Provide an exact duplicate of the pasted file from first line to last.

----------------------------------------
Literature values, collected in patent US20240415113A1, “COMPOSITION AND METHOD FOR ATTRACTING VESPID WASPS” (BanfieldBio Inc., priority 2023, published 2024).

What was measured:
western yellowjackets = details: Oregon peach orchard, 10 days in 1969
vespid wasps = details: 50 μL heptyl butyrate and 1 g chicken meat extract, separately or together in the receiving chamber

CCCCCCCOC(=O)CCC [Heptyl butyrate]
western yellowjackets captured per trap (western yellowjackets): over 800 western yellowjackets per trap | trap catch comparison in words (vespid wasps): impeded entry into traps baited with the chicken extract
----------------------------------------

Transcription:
Literature values, collected in patent US20240415113A1, “COMPOSITION AND METHOD FOR ATTRACTING VESPID WASPS” (BanfieldBio Inc., priority 2023, published 2024).

What was measured:
western yellowjackets = details: Oregon peach orchard, 10 days in 1969
vespid wasps = details: 50 μL heptyl butyrate and 1 g chicken meat extract, separately or together in the receiving chamber

CCCCCCCOC(=O)CCC [Heptyl butyrate]
western yellowjackets captured per trap (western yellowjackets): over 800 western yellowjackets per trap | trap catch comparison in words (vespid wasps): impeded entry into traps baited with the chicken extract